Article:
The belt on the 1.4L turbo does not have to be replaced until 10 years or 150K miles which ever comes first. Yes, some engines with timing belts require replacement before the 1.4L engine's time frame. Most engines made today also have chains as chains have proven to be much more durable and require much less maintenance. Belts were used alot in the 70's and 80's due to cost and weight measures. The times have changed however. Don't forget that the FIAT 1.4 litre FIRE engine is an extremely old design dating back to the early 70's. This fact is both good and bad. Obviously the engine has proven to be bullet proof and well made and designed. However, many small displacement engines have swapped to a chain due to the information above.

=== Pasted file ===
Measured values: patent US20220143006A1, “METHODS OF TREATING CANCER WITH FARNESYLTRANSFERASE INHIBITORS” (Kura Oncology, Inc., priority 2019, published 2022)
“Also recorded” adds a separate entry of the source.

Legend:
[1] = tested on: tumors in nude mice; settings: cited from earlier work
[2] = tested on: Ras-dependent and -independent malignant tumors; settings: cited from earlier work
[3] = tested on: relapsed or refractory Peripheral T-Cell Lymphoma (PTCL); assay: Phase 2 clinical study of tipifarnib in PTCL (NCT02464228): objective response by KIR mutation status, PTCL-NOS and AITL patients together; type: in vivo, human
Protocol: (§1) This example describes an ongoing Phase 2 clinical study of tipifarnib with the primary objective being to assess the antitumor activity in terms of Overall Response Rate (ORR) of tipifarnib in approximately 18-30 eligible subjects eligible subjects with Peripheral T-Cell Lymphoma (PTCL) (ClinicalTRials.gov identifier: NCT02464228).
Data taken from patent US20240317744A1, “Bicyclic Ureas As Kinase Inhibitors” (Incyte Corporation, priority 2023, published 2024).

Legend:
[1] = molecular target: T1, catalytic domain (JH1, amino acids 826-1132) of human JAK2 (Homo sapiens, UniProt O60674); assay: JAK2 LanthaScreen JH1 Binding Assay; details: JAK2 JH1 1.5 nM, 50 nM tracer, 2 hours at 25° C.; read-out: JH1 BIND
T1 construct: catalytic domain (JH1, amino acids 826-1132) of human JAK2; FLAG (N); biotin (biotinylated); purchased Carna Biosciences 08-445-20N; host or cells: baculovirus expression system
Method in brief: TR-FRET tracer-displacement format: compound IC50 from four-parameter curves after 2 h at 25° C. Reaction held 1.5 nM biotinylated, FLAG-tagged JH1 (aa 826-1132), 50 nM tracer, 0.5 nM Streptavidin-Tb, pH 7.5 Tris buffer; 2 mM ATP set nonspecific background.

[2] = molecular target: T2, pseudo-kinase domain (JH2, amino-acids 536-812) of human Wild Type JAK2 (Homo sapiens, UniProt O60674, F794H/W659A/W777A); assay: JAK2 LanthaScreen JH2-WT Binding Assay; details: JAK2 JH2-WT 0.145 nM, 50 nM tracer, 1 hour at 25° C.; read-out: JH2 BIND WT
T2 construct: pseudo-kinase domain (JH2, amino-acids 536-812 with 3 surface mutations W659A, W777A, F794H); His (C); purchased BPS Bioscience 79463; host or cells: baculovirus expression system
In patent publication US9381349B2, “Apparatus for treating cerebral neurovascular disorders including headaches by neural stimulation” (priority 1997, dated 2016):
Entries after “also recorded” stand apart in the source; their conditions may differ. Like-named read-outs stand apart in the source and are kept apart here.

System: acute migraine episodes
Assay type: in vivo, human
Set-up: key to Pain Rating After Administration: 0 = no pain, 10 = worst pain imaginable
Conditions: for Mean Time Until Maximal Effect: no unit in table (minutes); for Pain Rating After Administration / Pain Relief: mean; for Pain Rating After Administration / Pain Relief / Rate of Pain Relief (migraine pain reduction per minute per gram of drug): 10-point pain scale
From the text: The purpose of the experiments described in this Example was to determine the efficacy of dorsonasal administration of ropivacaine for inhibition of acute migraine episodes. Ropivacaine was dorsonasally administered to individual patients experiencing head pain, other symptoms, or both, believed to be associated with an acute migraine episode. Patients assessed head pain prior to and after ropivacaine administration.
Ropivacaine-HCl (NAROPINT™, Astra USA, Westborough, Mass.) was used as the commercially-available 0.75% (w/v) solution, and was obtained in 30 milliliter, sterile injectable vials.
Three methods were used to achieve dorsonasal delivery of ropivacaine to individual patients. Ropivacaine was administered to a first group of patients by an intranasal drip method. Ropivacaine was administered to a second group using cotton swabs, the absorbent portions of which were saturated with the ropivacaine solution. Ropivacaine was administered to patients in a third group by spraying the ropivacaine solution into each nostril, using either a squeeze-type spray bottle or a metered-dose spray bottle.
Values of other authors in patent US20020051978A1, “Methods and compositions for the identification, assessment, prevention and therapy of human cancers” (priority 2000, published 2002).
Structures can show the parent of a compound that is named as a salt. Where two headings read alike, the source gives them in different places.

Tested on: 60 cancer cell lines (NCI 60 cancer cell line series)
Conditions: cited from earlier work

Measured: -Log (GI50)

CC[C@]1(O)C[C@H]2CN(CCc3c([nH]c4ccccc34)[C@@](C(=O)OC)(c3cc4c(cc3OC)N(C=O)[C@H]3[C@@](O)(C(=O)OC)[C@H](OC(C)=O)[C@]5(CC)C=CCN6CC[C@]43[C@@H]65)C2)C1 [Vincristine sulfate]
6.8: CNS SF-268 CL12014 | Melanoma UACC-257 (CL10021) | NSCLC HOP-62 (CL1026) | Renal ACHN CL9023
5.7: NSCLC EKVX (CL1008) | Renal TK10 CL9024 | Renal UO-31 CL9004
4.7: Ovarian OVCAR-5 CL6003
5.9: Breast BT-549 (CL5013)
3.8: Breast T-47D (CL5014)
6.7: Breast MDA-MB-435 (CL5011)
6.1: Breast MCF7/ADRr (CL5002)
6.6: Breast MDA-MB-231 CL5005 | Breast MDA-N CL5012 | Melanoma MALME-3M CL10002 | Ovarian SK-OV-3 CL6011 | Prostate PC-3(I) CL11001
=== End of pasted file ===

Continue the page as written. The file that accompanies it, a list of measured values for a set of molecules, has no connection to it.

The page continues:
In theory, a chain should last the life of the engine and most do. Most new four cylinder engines are "interference" engines meaning that if a timing belt snaps, that extremely small period of time when the engine is turning w/o the benefit of the belt keeping everything in time can destroy the head of the engine or worse.
As far as the replacement of a belt being easier as compared to a chain, yes this is typically the case but I know in my Abarth, you literally had to remove the engine to replace the belt due to space restriction. I had no intention of keeping that car until a belt needed to be replaced. Not sure if this is true on a Renegade with the same 1.4 litre engine however.